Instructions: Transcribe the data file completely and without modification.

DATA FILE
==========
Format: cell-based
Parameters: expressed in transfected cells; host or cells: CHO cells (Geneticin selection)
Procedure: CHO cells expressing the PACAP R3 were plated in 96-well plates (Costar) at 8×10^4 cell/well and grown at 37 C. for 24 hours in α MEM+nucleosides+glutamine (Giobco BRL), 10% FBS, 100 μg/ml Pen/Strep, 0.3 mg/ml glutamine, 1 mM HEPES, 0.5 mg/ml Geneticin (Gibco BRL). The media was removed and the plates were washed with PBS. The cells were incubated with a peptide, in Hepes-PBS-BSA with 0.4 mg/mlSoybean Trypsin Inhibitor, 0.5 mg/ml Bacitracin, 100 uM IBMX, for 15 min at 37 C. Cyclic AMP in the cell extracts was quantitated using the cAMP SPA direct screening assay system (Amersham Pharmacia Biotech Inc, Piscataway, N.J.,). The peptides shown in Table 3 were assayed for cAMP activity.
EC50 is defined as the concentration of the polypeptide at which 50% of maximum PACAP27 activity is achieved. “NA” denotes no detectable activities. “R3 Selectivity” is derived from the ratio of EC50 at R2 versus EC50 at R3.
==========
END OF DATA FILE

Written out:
Format: cell-based
Parameters: expressed in transfected cells; host or cells: CHO cells (Geneticin selection)
Procedure: CHO cells expressing the PACAP R3 were plated in 96-well plates (Costar) at 8×10^4 cell/well and grown at 37 C. for 24 hours in α MEM+nucleosides+glutamine (Giobco BRL), 10% FBS, 100 μg/ml Pen/Strep, 0.3 mg/ml glutamine, 1 mM HEPES, 0.5 mg/ml Geneticin (Gibco BRL). The media was removed and the plates were washed with PBS. The cells were incubated with a peptide, in Hepes-PBS-BSA with 0.4 mg/mlSoybean Trypsin Inhibitor, 0.5 mg/ml Bacitracin, 100 uM IBMX, for 15 min at 37 C. Cyclic AMP in the cell extracts was quantitated using the cAMP SPA direct screening assay system (Amersham Pharmacia Biotech Inc, Piscataway, N.J.,). The peptides shown in Table 3 were assayed for cAMP activity.
EC50 is defined as the concentration of the polypeptide at which 50% of maximum PACAP27 activity is achieved. “NA” denotes no detectable activities. “R3 Selectivity” is derived from the ratio of EC50 at R2 versus EC50 at R3.